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Symbolism of the Stupa

In pre-Buddhist India, grave-mounds (tumuli) of ascetic saints were regarded as holy place for pilgrimages and places of meditation. Their shape – that of a dome – was the beginning of the Buddhist Stupas.

The dome shape originated form the seated position the saints were buried in. Now the shape represents the proportions of the Buddha’s body. The stupas shape is said to be that of the Buddha seated for meditation.

The Buddha Shakyamuni had ordered his disciple to place his ashes in a monument, or stupa, as was the tradition of Indian leaders of the time. However, instead of doing this for later generations to worship him, he did it to encourage and inspire others to free themselves from suffering. Thus, the Stupa became not only architecturally important, but also spiritually important.

When the Buddha died, the question arose of who his remains would belong to and therefore, who would be the builder of such a great monument. As no one could decide the answer, his remains were divided among eight kingdoms. With eight different stupas being built, it is easy to understand that none of the designs would be the same. Therefore, these eight designs are symbolic of the eight major events in the Buddha’s life. These events are:



3.the turning of the Dharma Wheel

4.descent from a heavenly realm

5.performing miracles

6.reconciling a split in the Sangha at Bamboo Grove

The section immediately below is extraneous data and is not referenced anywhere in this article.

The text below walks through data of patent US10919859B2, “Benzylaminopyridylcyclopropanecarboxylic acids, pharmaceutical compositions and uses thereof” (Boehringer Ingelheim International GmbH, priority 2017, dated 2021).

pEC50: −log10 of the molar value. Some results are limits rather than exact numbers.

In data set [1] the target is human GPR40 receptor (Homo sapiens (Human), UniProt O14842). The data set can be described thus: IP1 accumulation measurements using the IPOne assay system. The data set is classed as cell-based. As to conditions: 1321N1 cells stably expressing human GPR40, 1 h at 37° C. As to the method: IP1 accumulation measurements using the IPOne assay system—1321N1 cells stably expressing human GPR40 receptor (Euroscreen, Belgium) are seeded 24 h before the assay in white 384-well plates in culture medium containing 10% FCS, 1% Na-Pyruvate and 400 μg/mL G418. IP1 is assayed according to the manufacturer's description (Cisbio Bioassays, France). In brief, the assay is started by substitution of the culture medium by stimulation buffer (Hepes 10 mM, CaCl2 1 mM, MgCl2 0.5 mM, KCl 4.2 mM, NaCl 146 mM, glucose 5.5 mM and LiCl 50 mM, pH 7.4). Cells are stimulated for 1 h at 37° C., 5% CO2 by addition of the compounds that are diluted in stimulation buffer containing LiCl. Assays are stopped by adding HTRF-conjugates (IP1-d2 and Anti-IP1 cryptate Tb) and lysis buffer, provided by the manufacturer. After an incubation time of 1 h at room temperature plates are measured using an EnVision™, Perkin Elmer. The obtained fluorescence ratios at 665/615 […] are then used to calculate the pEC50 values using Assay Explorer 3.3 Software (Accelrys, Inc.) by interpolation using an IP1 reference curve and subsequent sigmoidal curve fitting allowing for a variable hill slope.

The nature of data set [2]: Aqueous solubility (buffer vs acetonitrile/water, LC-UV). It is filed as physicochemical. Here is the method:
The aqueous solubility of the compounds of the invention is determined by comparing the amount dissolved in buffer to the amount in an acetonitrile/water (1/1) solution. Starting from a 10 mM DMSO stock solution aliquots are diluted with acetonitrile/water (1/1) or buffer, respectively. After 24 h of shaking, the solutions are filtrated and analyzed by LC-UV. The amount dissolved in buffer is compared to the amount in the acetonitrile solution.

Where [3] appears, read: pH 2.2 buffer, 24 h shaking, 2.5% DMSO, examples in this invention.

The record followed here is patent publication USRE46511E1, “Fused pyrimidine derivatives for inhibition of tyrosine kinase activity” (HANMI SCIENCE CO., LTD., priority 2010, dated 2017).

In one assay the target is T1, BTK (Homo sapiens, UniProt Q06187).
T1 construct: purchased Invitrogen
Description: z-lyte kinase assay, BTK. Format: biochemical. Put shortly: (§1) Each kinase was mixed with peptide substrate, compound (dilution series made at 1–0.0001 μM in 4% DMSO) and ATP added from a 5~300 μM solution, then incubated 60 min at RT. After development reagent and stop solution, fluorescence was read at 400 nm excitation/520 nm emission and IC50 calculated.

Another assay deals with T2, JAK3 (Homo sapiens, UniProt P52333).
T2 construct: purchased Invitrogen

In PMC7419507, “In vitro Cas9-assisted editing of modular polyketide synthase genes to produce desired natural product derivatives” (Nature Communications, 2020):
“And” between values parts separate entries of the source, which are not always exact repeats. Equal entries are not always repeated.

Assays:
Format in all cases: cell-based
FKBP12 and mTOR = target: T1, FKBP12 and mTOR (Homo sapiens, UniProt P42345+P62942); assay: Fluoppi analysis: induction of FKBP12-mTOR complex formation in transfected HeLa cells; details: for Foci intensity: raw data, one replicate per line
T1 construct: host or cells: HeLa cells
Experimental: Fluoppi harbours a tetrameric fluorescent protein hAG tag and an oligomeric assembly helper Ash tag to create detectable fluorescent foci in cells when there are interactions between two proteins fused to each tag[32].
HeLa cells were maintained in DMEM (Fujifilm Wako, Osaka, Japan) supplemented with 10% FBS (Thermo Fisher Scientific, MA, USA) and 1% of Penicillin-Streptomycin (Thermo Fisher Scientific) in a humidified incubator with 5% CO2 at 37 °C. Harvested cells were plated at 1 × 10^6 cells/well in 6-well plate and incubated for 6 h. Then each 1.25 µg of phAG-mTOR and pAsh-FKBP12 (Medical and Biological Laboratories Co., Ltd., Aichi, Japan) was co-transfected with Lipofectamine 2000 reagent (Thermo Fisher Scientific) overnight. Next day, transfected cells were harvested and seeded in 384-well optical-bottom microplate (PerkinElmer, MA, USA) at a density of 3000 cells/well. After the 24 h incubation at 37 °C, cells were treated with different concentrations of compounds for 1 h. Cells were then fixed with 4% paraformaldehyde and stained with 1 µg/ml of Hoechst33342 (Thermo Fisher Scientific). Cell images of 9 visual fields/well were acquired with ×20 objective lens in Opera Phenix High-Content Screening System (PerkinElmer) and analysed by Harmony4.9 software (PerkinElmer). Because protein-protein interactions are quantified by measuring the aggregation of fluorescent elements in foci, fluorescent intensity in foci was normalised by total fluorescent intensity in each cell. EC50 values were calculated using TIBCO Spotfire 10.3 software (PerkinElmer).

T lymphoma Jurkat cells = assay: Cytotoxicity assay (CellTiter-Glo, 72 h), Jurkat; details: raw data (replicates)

7.voluntarily prolonging his life at Vaishali, and

8.his death at Kushinagar

The eight stupas are also symbolic of the eight – fold path to enlightenment. The components of this are right view, right thinking, right speech, right action, right livelihood, right diligence, right mindfulness, and right concentration.

The Stupas are also symbolic architecturally. There are five geometric shapes of the Stupas that corrspond to the five elements (void, or space, being the fifth):

1.A square base or foundation corresponding to earth.

2.A dome, or and a, corresponding ro water.

3.The harmika, in the shape of a stone fence, corresponding to fire.

4.The pole of the umbrella or parasol, corresponding to air or wind, and

5.The umbrella itself, corresponding to the void, or space.

There are, however, more than five parts to the stupa. The base has four steps, there is a gate and fences, and even the path around the stupa (circumambulatory path) is considered part of the monument itself. Starting with the first step of the foundation and moving upward, each part is symbolic to some aspect of Buddhism, most of which are taken directly from canonical Abhidhamma books.

The first step, facing all four directions since the base is square, stands for the four foundations of mindfulness (cattari satipatthani). These are:

mindfulness of body,

mindfulness of sensation,

mindfulness of mind,

and mindfulness of phenomona.

The second step on the foundation corresponds to the four efforts (cattari sammappadhanani) and these are:

the effort to destroy evil that is present,

the effort to prevent evil not yet present,

the effort to produce the good that is not yet present, and